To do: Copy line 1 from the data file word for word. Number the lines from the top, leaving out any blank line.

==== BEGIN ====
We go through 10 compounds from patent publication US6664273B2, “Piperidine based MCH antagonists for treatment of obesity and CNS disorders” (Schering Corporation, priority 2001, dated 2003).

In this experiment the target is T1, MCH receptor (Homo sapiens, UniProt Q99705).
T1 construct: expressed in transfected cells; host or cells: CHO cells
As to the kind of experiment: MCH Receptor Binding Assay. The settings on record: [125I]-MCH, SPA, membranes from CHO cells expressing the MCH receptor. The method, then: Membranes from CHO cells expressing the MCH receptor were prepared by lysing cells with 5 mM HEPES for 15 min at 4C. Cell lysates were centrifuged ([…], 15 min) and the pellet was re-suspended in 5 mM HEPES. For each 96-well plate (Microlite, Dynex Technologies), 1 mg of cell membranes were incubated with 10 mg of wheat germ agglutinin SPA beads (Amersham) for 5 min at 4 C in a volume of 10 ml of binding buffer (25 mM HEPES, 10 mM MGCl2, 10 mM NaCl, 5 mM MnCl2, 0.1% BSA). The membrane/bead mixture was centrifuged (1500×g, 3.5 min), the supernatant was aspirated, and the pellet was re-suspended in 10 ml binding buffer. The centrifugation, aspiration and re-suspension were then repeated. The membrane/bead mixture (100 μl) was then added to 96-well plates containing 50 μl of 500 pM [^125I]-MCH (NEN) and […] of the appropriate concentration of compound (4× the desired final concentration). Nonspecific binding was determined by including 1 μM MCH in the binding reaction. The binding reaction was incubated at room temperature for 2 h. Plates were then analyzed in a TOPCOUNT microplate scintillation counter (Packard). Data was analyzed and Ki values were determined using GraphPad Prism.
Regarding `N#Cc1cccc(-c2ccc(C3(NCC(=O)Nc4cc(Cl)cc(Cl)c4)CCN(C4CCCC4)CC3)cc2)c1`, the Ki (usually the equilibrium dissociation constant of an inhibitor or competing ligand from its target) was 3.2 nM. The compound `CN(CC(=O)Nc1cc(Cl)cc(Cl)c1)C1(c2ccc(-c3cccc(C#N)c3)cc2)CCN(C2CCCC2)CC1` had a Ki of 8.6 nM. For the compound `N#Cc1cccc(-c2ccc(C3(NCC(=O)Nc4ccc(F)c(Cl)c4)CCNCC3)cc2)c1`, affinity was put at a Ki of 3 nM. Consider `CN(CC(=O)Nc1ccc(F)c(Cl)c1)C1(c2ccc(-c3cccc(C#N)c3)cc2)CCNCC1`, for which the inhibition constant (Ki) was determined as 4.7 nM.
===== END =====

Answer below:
We go through 10 compounds from patent publication US6664273B2, “Piperidine based MCH antagonists for treatment of obesity and CNS disorders” (Schering Corporation, priority 2001, dated 2003).